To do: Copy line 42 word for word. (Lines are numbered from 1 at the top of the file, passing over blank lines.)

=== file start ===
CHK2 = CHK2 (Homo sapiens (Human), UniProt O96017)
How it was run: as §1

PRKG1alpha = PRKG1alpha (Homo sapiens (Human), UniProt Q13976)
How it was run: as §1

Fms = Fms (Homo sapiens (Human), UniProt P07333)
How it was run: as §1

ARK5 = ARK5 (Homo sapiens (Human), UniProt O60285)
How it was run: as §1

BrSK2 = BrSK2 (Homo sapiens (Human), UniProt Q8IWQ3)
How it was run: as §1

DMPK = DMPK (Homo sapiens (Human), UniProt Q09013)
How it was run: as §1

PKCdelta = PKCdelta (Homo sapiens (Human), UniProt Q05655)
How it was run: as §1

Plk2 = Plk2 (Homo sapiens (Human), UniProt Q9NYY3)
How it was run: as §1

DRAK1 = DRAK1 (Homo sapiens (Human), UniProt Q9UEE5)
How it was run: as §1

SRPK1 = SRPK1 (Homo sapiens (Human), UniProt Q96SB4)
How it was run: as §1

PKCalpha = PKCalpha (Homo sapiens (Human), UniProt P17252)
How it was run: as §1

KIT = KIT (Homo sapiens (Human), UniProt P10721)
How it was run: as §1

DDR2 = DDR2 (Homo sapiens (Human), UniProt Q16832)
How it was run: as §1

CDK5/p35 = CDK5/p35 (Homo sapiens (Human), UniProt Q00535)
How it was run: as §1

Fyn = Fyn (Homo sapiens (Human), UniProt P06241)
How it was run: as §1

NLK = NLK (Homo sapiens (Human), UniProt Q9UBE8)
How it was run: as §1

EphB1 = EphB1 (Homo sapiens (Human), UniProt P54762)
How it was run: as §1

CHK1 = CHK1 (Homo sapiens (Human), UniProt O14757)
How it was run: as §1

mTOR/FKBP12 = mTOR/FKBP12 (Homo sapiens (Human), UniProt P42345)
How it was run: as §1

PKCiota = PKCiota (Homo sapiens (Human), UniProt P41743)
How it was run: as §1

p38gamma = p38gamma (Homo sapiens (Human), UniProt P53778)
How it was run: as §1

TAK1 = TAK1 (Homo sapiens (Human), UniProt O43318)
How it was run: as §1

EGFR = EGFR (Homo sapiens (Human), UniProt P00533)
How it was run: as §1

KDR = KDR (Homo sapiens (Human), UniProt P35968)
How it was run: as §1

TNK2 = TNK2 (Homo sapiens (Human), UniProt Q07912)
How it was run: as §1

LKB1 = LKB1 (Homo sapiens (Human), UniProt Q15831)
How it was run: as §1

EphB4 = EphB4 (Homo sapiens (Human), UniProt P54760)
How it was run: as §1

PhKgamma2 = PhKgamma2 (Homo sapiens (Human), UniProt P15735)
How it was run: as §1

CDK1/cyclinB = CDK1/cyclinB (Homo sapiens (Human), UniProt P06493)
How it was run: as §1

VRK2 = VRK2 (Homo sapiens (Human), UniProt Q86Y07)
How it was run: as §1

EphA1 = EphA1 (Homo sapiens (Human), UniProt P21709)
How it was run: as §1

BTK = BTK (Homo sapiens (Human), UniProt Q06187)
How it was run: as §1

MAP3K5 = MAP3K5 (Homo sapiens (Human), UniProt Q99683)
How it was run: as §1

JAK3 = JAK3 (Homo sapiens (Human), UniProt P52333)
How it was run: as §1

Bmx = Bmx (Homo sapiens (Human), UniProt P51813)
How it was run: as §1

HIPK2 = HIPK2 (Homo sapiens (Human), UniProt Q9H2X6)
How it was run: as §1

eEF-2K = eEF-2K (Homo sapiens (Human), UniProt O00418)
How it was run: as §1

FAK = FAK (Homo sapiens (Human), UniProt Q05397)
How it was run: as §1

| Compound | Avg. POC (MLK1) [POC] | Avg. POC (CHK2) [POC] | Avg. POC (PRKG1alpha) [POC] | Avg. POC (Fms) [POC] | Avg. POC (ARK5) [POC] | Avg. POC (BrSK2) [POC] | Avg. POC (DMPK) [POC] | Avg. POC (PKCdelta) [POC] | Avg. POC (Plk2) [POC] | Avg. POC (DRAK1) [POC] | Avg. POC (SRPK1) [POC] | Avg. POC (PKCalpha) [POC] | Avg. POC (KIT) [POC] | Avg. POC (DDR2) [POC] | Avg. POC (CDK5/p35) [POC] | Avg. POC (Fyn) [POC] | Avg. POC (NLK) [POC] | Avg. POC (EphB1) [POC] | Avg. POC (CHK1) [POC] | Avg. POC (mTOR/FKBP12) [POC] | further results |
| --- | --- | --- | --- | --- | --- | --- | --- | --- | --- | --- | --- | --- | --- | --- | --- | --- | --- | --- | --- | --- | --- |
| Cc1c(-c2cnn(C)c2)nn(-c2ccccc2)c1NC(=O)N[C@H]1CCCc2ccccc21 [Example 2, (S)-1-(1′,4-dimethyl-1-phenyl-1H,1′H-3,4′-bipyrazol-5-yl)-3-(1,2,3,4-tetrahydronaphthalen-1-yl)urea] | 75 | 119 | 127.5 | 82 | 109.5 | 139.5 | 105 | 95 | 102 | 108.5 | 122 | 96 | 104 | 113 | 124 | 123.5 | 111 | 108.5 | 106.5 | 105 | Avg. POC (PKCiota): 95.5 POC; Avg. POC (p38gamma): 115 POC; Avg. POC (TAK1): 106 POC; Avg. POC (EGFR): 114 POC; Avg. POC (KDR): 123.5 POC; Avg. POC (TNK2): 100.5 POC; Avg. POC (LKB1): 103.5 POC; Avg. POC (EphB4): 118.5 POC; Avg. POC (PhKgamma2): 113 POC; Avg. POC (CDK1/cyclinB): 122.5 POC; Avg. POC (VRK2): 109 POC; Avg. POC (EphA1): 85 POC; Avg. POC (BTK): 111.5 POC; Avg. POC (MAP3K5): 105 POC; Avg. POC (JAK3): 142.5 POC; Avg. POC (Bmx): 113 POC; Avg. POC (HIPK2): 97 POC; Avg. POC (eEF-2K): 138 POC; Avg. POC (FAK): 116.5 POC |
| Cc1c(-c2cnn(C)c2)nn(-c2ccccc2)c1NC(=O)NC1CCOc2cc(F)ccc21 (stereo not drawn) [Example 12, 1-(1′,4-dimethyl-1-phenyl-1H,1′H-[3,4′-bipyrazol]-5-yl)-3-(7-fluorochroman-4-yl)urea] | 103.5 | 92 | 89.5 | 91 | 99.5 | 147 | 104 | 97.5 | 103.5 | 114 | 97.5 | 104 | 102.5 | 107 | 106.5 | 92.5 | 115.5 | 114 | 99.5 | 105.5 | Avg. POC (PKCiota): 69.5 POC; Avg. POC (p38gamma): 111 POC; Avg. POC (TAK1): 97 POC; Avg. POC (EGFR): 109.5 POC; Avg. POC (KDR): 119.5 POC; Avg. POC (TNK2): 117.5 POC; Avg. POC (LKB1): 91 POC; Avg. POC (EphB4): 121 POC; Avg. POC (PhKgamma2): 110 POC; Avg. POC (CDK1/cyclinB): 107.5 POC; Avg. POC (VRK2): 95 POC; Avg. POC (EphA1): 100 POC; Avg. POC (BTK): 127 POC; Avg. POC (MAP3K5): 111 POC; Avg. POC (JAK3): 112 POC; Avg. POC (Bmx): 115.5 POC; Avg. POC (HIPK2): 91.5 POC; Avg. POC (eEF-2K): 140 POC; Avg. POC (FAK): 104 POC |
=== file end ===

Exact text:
How it was run: as §1